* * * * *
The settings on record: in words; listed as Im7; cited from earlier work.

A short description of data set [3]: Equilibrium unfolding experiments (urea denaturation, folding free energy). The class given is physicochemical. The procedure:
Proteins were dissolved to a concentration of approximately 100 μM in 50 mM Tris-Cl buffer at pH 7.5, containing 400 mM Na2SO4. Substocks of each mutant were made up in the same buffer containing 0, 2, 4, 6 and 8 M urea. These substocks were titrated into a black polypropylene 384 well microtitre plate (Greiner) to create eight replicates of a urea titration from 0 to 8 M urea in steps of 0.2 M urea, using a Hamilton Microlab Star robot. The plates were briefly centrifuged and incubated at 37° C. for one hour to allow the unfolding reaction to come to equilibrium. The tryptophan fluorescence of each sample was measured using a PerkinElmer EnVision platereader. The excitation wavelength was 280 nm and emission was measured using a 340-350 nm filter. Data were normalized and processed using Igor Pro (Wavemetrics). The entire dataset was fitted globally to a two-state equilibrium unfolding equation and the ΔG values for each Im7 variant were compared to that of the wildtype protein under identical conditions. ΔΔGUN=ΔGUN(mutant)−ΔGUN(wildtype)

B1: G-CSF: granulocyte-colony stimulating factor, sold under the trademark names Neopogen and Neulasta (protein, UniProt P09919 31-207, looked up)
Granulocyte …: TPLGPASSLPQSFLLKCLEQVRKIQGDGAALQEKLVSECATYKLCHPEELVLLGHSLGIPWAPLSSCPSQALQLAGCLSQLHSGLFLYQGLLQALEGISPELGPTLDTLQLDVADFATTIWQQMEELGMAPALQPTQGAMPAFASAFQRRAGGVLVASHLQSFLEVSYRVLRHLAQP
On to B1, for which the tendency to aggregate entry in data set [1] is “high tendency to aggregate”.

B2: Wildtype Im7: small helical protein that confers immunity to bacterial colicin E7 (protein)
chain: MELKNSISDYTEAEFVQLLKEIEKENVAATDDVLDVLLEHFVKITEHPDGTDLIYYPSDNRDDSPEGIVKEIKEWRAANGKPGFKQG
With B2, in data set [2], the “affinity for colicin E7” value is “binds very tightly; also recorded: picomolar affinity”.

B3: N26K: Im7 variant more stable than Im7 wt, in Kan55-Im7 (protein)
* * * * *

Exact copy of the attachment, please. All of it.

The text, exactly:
The settings on record: in words; listed as Im7; cited from earlier work.

A short description of data set [3]: Equilibrium unfolding experiments (urea denaturation, folding free energy). The class given is physicochemical. The procedure:
Proteins were dissolved to a concentration of approximately 100 μM in 50 mM Tris-Cl buffer at pH 7.5, containing 400 mM Na2SO4. Substocks of each mutant were made up in the same buffer containing 0, 2, 4, 6 and 8 M urea. These substocks were titrated into a black polypropylene 384 well microtitre plate (Greiner) to create eight replicates of a urea titration from 0 to 8 M urea in steps of 0.2 M urea, using a Hamilton Microlab Star robot. The plates were briefly centrifuged and incubated at 37° C. for one hour to allow the unfolding reaction to come to equilibrium. The tryptophan fluorescence of each sample was measured using a PerkinElmer EnVision platereader. The excitation wavelength was 280 nm and emission was measured using a 340-350 nm filter. Data were normalized and processed using Igor Pro (Wavemetrics). The entire dataset was fitted globally to a two-state equilibrium unfolding equation and the ΔG values for each Im7 variant were compared to that of the wildtype protein under identical conditions. ΔΔGUN=ΔGUN(mutant)−ΔGUN(wildtype)

B1: G-CSF: granulocyte-colony stimulating factor, sold under the trademark names Neopogen and Neulasta (protein, UniProt P09919 31-207, looked up)
Granulocyte …: TPLGPASSLPQSFLLKCLEQVRKIQGDGAALQEKLVSECATYKLCHPEELVLLGHSLGIPWAPLSSCPSQALQLAGCLSQLHSGLFLYQGLLQALEGISPELGPTLDTLQLDVADFATTIWQQMEELGMAPALQPTQGAMPAFASAFQRRAGGVLVASHLQSFLEVSYRVLRHLAQP
On to B1, for which the tendency to aggregate entry in data set [1] is “high tendency to aggregate”.

B2: Wildtype Im7: small helical protein that confers immunity to bacterial colicin E7 (protein)
chain: MELKNSISDYTEAEFVQLLKEIEKENVAATDDVLDVLLEHFVKITEHPDGTDLIYYPSDNRDDSPEGIVKEIKEWRAANGKPGFKQG
With B2, in data set [2], the “affinity for colicin E7” value is “binds very tightly; also recorded: picomolar affinity”.

B3: N26K: Im7 variant more stable than Im7 wt, in Kan55-Im7 (protein)